Posted: Wednesday, October 17, 2012 8:00 pm
Dear Annie: My husband’s only sibling is his 65-year-old brother, “Larry.” Larry’s mother spoiled him rotten. To say he’s lazy is an understatement. He does nothing to help himself. He was fortunate enough to win a local election when he ran unopposed, and he held that office for 30 years. I doubt if he put in 20 hours a month.
Two years ago, Larry retired, drawing a pension and Social Security. He says he can hardly make it. He inherited his mother’s home and land and has done nothing to tend it. He has a few cows, but he doesn’t care for them. They got out onto his neighbor’s land, and they issued a complaint. Now they don’t speak. His mother’s house is falling down around him. He was forced to put on a new roof because the leaking caused the ceilings to fall in. There is no heat or air conditioning in the house. He has not had a working indoor toilet for 20 years. You cannot open the windows because of all the junk in the house.
Years ago, my husband said he’d repair the heater if Larry would clean up the mess around it, but he hasn’t touched a thing. He uses an electric blanket for warmth.
He has no water because when the pipes froze two years ago, he cut off the water to the house and hooked up a hose to an outside faucet. He hasn’t cut his hair since he retired, and he seldom shaves. It makes us sick to look at him.
We have offered to help Larry, but we expect him to put in some effort. He often tells us he should have taken our advice, but whenever we talk to him, he stares and ignores us. I think he’s waiting for someone to take care of him while he sits and smokes his cigarettes. We’re afraid to take on the job of caring for him because then he’d expect us to do it forever. How do we handle this? — The Sister-in-Law
Dear Sister-in-Law: Larry sounds like a hoarder. Along with the lack of personal grooming, it seems more like depression or mental illness than sheer laziness. This may not make it easier to deal with, but it could change your response. Please contact the International OCD Foundation (ocfoundation.org/hoarding) for information and help.
Dear Annie: What is proper etiquette for gift giving and receiving? Is it rude to say, “Don’t buy me presents. I don’t want anybody else picking out my things. Just give me money, and I will do my own shopping”?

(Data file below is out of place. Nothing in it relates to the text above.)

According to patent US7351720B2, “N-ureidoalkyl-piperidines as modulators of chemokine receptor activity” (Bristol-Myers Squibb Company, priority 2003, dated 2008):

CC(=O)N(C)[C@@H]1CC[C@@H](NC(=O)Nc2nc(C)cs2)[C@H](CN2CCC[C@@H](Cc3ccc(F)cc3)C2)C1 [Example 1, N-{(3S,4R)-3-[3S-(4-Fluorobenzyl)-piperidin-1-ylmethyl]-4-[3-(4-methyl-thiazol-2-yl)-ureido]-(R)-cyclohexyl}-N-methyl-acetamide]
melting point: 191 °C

That takes all the pleasure out of giving for me, plus it sounds more like extortion. If it is proper etiquette, how much should one give? Society has changed so much in the past 50 years that I no longer know if this is someone raised without manners or if it’s OK to ask for money. — Need To Know
Dear Need: It is still poor manners to tell someone that you expect a present and that they should give you money so you can buy it yourself. You are under no obligation to follow these instructions. If you choose to give money (or any gift), how much you spend is entirely up to you.
Dear Annie: “Florida Greetings” complained about the “high cost” of a postage stamp to justify emailing instead of writing. How petty. With the price of gas around $4, a loaf of bread more than $2 and a gallon of milk at least $3, a mere 45 cents may be the best bargain in town.
Even with a fixed income, I manage to send notes to others who may have a brighter day because they found something other than bills and junk mail in their mailbox. When I can send something to California for less than half a dollar, I am grateful. — Still Writing in Indiana
Annie’s Mailbox is written by Kathy Mitchell and Marcy Sugar, longtime editors of the Ann Landers column. Please email your questions to email@example.com, or write to: Annie’s Mailbox, c/o Creators Syndicate, 737 Third St., Hermosa Beach, CA 90254. To find out more about Annie’s Mailbox and read features by other Creators Syndicate writers and cartoonists, visit the Creators Syndicate Web page at www.creators.com.
Published in The Messenger 10.17.12